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How Cloud Migration Changes Live Streaming Workflows

See more videos like this on StreamingMedia.com.

Learn more about cloud production at Streaming Media West 2021.

Read the complete transcript of this video:

Magnus Svensson: What has changed in your way of working when producing a live event, from the traditional hardware infrastructure to the cloud? Has something changed for the personnel working with those?

Jef Kethley: Absolutely. The biggest change for us is, now I can use the what we call the A-Team--our top people could be spread throughout the country. Now they don't they don't have to travel if hey don't want to, or if they don't need to, or if they're booked back to back. Especially in the freelance world. We use a lot of technicians that are freelance. And so instead of me having to worry about, you can't work this job because you have to travel the day before, or you're back to back with something else. If they're nearby and they have their internet access at home or at their offices, they can log in and perform their job from pretty much anywhere.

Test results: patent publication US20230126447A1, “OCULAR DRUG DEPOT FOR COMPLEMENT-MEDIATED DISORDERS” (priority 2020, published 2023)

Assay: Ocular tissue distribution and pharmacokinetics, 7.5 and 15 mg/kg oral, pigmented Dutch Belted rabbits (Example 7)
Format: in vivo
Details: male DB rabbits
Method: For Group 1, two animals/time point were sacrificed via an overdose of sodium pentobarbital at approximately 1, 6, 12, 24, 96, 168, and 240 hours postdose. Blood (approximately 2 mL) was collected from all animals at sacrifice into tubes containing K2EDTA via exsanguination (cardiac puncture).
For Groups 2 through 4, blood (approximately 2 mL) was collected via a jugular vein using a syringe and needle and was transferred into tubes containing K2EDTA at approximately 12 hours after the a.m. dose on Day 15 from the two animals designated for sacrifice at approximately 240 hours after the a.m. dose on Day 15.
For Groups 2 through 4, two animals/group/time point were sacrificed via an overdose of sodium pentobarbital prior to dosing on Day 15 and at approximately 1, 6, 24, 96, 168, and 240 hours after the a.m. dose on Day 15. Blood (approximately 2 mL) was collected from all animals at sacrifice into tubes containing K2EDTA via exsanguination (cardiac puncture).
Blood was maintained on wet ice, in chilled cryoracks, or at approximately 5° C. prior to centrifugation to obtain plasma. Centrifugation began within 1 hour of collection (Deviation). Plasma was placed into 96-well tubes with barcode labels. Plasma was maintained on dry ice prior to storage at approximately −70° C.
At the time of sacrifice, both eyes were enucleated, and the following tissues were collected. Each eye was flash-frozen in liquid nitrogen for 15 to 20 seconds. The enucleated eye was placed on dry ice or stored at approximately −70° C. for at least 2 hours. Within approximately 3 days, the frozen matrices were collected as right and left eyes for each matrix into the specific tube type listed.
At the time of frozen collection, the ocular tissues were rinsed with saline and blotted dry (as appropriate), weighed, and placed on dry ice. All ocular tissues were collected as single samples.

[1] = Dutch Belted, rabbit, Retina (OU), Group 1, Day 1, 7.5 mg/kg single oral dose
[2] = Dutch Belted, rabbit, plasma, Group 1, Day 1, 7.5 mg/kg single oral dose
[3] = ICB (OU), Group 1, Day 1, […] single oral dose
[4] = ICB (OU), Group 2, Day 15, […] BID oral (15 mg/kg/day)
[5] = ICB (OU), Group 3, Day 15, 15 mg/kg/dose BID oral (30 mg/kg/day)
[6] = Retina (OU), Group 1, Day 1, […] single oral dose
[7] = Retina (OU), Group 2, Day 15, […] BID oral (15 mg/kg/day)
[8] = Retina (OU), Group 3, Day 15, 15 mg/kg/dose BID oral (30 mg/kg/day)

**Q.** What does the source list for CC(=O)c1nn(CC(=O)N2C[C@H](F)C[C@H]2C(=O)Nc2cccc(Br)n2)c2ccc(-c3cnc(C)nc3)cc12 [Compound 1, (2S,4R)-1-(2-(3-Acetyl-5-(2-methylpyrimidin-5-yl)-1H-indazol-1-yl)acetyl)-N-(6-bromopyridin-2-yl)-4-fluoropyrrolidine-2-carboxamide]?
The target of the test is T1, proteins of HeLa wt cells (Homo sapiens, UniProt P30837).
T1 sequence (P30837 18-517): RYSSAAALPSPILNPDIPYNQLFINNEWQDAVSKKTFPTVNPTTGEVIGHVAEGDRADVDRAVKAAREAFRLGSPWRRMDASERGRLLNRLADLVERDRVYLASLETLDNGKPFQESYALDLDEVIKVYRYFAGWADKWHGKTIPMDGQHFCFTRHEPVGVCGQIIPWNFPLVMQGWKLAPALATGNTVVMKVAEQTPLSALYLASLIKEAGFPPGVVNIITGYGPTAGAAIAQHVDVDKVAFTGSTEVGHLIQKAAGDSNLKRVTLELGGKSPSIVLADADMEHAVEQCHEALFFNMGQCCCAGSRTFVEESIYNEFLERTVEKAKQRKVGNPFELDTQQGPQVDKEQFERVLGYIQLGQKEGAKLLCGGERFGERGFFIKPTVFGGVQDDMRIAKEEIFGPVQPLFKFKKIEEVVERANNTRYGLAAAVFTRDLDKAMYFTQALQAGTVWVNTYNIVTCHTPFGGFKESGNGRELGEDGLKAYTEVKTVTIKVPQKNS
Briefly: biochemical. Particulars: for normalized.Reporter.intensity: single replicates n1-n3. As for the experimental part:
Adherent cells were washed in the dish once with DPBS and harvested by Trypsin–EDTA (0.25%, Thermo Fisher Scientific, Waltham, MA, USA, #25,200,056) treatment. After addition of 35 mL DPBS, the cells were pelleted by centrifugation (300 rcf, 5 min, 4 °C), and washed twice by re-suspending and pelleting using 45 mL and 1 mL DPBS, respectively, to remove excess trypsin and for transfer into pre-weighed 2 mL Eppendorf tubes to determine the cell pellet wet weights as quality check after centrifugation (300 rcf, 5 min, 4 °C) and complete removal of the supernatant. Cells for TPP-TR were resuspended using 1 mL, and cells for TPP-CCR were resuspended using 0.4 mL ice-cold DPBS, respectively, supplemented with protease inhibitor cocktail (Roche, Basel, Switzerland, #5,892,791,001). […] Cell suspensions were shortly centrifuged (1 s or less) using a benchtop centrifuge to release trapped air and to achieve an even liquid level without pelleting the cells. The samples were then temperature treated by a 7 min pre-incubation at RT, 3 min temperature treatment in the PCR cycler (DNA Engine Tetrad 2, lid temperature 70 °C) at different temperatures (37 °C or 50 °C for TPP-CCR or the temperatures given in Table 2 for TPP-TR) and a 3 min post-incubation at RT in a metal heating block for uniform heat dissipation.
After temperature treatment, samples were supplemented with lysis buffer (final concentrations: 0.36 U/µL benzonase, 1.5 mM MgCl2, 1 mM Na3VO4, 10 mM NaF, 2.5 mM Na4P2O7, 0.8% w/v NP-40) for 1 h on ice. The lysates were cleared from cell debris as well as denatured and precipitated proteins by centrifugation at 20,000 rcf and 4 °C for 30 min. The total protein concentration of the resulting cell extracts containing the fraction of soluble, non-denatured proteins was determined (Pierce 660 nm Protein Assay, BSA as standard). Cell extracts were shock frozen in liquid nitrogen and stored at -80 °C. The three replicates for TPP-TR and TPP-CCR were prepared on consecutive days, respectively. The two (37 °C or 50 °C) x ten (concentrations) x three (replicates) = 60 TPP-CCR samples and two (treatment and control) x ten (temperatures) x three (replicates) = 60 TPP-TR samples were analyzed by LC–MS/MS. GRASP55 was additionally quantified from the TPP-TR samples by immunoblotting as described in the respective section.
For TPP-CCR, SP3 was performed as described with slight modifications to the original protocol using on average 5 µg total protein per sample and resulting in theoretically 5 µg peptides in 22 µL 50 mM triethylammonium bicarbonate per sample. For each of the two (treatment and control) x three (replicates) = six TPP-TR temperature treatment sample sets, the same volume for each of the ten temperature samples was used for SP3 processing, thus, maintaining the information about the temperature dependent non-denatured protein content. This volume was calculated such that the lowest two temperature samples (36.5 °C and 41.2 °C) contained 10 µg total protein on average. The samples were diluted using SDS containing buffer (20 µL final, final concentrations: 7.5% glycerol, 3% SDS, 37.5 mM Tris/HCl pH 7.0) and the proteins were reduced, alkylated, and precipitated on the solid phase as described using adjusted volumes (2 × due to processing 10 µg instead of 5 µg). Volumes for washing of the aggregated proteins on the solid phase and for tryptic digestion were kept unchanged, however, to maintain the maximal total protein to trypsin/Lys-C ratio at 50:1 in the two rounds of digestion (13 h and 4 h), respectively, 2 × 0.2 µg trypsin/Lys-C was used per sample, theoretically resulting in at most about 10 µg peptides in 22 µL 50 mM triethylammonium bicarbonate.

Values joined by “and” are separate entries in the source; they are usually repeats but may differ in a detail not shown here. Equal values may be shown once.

As we've talked about, the joke is, "Jef, where are you calling from this time?" Literally, I can be driving down the road and a client calls. If I need to, I can pull over, and log on through TeamViewer or whatever remote access we have available to us.

So now it's changed the workflow of how people work. You're not tied down to just that one person who's sitting in front of that one piece of hardware. That one person could actually be managing four or five different pieces of the whole solution. They're not tied down to just that one piece to do. And they're not having to be tied to one location. They could be managing multiple events in multiple locations. That is another huge, huge thing about putting it on the cloud. It makes it accessible for everybody because all of the infrastructure in the cloud, between all the softwares, between all the computers, between all the pieces--all that is working in the cloud at an unbelievable speed that we can't get.

If we were doing point-to-point with devices, talking to devices across remote locations, and if that person in Kansas happens to drop their internet connection, the second person that's looking over his shoulder or working simultaneously in Miami immediately is right on the top of it. So we're not tied down to just that one person or one workflow coming up from the ground. We've got backups upon backups, and people upon people that could help, so we'd never have a break in the session. We never have a break in our actual performance.

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